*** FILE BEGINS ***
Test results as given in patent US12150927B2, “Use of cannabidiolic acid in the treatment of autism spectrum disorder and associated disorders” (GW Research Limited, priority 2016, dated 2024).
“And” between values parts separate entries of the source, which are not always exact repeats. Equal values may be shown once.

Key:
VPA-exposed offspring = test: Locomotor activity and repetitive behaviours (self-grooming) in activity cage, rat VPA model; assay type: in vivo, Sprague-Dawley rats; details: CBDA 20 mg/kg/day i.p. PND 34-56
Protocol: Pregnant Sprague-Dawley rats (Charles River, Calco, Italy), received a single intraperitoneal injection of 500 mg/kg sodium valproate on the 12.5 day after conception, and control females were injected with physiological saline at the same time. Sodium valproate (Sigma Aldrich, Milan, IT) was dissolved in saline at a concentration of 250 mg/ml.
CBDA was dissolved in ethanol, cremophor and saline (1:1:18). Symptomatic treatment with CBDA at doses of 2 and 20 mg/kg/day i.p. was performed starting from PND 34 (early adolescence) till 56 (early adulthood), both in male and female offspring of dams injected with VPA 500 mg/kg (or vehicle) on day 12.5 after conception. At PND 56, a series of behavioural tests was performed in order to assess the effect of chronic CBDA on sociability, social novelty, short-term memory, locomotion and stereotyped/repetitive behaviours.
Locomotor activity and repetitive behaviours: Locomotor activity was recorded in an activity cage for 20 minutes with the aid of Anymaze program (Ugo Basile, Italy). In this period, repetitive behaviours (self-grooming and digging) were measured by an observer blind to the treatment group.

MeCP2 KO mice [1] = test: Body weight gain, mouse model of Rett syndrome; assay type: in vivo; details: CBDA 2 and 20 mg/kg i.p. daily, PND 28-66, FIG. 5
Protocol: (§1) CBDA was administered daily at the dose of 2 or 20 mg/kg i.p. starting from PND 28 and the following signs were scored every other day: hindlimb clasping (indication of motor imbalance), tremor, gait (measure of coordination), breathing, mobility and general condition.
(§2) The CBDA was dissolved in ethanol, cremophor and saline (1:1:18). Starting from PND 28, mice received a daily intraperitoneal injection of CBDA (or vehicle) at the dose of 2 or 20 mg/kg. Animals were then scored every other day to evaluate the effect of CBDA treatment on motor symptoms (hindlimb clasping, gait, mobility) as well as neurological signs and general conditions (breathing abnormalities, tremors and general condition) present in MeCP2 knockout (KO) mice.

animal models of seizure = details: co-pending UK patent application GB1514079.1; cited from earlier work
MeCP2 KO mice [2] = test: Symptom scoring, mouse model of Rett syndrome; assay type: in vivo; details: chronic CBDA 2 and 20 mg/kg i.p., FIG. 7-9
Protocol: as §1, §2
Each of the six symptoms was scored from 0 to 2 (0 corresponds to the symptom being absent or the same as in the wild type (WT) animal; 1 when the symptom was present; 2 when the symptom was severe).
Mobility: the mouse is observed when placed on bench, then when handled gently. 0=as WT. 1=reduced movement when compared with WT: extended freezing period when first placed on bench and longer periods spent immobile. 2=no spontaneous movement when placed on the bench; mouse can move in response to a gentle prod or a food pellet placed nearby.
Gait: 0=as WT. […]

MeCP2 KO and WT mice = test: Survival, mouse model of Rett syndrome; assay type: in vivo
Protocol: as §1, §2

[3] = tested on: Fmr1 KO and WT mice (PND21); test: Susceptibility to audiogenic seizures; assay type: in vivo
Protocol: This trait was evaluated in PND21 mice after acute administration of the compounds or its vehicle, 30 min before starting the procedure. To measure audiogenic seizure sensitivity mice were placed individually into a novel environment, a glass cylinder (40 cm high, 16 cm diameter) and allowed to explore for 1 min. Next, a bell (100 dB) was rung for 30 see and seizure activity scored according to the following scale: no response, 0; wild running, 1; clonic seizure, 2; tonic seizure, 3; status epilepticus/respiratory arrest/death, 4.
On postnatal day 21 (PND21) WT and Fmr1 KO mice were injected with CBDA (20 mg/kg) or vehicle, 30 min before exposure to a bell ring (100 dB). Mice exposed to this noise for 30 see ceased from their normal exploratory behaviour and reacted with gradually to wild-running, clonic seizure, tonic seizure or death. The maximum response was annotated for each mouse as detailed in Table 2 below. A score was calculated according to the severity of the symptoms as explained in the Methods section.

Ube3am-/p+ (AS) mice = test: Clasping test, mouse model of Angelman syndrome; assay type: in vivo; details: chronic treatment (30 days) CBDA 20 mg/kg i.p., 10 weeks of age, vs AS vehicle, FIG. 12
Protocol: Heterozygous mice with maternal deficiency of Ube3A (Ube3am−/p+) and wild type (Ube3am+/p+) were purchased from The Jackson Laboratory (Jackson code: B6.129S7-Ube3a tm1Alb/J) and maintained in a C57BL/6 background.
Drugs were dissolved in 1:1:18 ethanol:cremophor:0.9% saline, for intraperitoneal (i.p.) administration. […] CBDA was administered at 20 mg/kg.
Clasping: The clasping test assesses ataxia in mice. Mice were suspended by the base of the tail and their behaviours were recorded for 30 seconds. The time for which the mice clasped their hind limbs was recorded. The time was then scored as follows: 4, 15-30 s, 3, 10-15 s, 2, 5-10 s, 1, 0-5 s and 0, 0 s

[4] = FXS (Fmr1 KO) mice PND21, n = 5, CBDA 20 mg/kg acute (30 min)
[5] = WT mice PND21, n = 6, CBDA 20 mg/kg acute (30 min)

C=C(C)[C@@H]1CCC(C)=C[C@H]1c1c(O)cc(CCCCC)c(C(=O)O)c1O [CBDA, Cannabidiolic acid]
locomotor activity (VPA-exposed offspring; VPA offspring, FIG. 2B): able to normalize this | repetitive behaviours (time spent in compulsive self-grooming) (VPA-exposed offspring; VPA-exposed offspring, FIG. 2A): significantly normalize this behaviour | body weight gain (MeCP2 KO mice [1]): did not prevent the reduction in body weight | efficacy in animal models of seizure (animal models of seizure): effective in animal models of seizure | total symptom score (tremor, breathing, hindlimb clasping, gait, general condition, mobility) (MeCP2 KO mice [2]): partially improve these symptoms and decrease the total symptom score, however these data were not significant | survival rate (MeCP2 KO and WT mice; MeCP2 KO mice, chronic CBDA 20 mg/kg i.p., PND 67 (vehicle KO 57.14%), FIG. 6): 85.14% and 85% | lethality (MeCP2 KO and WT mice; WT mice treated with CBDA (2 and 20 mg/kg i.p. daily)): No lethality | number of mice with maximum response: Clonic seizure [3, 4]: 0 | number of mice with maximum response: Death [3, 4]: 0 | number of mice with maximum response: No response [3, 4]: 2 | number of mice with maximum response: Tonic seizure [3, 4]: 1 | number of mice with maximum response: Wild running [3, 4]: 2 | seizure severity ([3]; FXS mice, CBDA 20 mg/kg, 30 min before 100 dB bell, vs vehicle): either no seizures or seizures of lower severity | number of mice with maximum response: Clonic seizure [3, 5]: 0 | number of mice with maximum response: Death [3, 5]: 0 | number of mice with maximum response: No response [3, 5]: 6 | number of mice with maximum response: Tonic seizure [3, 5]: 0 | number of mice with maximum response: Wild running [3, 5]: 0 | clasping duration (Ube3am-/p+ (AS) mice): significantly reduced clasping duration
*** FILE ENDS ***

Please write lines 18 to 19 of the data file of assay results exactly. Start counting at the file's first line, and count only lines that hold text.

Protocol: as §1, §2

[3] = tested on: Fmr1 KO and WT mice (PND21); test: Susceptibility to audiogenic seizures; assay type: in vivo